When Christopher Boddy was 14 years old, he’d log onto his computer after school to spend hours playing a game that taught him the basics of digital forensics, ethical hacking and cryptography.
It may not have been a typical after-school activity, but it was just what the UK government hoped for when it launched its Cyber Discovery program three years ago: It inspired Boddy, now 17, to consider a career in cybersecurity.
“I originally learned about it in school, but then I’d get stuck on problems that I needed to find the answer to,” said Boddy, who lives outside London with his parents. “I’d stay up way later than I should have and postponed homework to get a challenge done.”
What started as a school-based program to teach kids a new skill is extending into a virtual cyber school. It’s filled with lessons and games to teach users how to fix security flaws on webpages, uncover trails left by cybercriminals and decrypt codes used by hackers. The program is now available online for any student ages 13 - 18 for free in the UK, and $150 a year in the US.
With schools and many summer camps canceled, nearly 8,000 middle school and high school students have already enrolled in the virtual school since it was announced a little more than two weeks ago, according to the organization. Overall, the group is expecting about 20,000 participants, who will go at their own pace.
The original program started as an effort funded by the UK government, in partnership with the US-based SANS Institute, a security training facility. It intends to inspire young people like Boddy to acquire the interest and skill set needed for professional cybersecurity roles. Entry-level jobs are increasingly in demand (and can start near the six-figure range in the US), but finding the talent for them remains a challenge.
“The government has been very concerned about the skill gap for jobs in cybersecurity and we haven’t done a good job of advertising it as a profession,” said program director James Lyne, the CTO of SANS who designed the technology behind the platform. “We were struggling with finding enough security people to protect our infrastructure, which can impact traffic lights, power stations and so much more. People leave school and don’t realize this is a career path they can take and that they have the skills.”
According to Accenture, the annual cost of cybercrime globally will reach $5 trillion in the next few years. Cyber attacks continue to hit both small businesses and large companies, from Facebook (FB) and Target to banks like Capital One (COF) and the Department of Homeland Security, making the demand for cybersecurity professionals across all industries higher than ever. The US Bureau of Labor Statistics projects a 32% increase in entry-level information security analyst jobs from 2018 to 2028. The typical growth rate for all occupations is 5% for the same time frame.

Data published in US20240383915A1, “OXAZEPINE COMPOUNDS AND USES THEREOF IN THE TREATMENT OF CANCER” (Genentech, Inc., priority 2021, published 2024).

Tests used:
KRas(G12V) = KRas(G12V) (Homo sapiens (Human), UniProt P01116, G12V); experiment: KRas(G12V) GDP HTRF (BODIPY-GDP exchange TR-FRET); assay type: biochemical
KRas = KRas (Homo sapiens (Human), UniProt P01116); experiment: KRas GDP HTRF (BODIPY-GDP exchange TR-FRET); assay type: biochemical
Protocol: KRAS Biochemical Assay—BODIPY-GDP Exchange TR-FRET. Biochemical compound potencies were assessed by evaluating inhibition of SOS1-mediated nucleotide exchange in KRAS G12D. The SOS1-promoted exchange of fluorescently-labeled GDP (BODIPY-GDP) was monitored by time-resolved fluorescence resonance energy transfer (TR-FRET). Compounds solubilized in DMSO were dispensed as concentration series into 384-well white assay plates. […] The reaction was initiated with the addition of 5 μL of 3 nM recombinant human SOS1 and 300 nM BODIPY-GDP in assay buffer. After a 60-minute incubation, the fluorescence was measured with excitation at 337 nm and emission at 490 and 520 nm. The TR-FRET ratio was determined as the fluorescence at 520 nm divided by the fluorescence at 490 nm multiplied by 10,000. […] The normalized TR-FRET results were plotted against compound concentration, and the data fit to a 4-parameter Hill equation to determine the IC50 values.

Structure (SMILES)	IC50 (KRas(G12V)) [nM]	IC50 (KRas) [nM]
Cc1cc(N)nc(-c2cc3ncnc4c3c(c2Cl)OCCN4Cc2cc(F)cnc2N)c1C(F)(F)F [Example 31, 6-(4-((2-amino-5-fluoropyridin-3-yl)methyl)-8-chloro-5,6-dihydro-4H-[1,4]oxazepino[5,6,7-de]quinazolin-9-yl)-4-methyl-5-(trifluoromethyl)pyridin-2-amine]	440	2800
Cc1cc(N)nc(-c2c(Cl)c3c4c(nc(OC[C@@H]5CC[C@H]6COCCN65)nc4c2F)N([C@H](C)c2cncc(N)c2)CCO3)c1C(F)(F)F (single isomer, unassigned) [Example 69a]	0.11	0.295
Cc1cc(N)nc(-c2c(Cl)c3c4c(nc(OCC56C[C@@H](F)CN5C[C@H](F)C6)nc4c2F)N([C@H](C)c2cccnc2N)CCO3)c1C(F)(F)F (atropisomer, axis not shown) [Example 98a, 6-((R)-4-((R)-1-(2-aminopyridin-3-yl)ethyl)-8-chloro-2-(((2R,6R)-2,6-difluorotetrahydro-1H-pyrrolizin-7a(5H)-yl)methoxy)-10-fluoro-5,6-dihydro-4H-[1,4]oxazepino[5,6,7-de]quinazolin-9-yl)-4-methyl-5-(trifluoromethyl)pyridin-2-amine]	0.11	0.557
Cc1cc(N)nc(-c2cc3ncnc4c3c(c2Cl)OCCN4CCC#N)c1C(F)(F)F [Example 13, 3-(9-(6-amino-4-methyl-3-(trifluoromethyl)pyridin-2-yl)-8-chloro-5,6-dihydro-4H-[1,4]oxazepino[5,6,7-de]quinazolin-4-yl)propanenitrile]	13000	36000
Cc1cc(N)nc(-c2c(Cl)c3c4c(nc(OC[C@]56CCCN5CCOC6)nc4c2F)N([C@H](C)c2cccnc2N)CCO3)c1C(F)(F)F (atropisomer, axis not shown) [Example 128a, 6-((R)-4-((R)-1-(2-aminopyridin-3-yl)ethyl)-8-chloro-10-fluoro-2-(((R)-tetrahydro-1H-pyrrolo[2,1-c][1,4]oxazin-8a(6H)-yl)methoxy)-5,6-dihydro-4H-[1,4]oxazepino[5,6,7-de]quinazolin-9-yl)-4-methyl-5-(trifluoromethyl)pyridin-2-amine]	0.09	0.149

Along with webinars and teacher-led sessions, the Cyber Discovery program largely exists as a game, where players take on the role of a cyber protection agent who uncovers real-world-like vulnerabilities on websites or detects, for example, who is dumping millions of passwords onto the Dark Web.
In one beginner-level scenario, simulated hackers who are plotting to steal trees in Norway are communicating and hiding their interactions on a series of webpages. Players must determine who is behind the scheme and where the messages are hiding, such as embedded in a code behind a bunch of broken images.
According to Eric Abbruzzese, a research director at ABI Research who tracks gaming platforms, gamification of any topic is effective if a user is actively interested. “Engagement is the make or break for any program like this,” he said, noting most people are visual learners which works in favor of game-like learning programs.
“Something dense like cybersecurity may have more issue in adapting content to a visual-first medium than something like biology,” Abbruzzese said. But, he added, “a prolonged interest in the content and greater overall understanding … can contribute to confidence and skill.”
Boddy, who has emerged over the years as one of the game’s top performers, was one of 50 students selected for a specialized certification program through SANS to further get him ready for a career in the field.
“I was always interested in computers and coding, but not specifically cybersecurity,” he said. “Now I’m taking it seriously. I’ve noticed jobs in the area pay quite well; it’s not a main reason why I’d go into the field but I certainly see that as a bonus.”